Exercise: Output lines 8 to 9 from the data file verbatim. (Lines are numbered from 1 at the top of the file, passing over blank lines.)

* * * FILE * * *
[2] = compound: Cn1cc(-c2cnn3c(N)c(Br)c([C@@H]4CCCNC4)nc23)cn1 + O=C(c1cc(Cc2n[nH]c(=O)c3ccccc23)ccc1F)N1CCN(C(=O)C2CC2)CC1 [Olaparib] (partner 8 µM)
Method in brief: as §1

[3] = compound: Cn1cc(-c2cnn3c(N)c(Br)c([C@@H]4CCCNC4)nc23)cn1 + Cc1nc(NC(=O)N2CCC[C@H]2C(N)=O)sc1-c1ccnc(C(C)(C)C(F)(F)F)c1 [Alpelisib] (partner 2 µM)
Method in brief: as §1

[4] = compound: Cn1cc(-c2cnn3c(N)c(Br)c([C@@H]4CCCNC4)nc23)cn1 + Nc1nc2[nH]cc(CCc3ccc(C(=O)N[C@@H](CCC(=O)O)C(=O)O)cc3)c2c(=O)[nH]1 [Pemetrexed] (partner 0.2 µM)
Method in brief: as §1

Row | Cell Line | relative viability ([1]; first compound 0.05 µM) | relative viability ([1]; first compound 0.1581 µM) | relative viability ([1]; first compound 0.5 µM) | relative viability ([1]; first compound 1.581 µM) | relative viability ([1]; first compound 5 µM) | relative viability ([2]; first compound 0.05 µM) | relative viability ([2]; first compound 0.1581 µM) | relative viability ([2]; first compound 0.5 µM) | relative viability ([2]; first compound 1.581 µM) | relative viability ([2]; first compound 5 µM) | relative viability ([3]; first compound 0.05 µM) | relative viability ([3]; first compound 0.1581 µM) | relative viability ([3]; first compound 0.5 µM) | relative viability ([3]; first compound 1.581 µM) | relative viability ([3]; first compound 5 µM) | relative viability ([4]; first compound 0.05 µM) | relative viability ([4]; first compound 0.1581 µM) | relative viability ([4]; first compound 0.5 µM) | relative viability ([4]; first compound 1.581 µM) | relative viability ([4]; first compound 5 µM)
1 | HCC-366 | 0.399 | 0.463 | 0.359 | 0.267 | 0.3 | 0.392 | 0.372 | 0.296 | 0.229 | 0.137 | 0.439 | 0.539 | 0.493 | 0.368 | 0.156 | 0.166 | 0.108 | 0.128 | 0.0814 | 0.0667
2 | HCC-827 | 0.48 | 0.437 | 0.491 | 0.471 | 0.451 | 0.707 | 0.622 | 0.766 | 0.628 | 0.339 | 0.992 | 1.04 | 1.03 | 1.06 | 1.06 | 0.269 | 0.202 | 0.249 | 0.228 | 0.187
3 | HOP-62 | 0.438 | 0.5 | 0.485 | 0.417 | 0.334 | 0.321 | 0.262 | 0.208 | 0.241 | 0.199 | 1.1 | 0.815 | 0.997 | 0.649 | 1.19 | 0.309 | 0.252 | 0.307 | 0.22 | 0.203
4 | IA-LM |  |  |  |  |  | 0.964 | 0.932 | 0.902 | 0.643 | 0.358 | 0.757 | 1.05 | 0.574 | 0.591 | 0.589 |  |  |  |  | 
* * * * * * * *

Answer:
1 | HCC-366 | 0.399 | 0.463 | 0.359 | 0.267 | 0.3 | 0.392 | 0.372 | 0.296 | 0.229 | 0.137 | 0.439 | 0.539 | 0.493 | 0.368 | 0.156 | 0.166 | 0.108 | 0.128 | 0.0814 | 0.0667
2 | HCC-827 | 0.48 | 0.437 | 0.491 | 0.471 | 0.451 | 0.707 | 0.622 | 0.766 | 0.628 | 0.339 | 0.992 | 1.04 | 1.03 | 1.06 | 1.06 | 0.269 | 0.202 | 0.249 | 0.228 | 0.187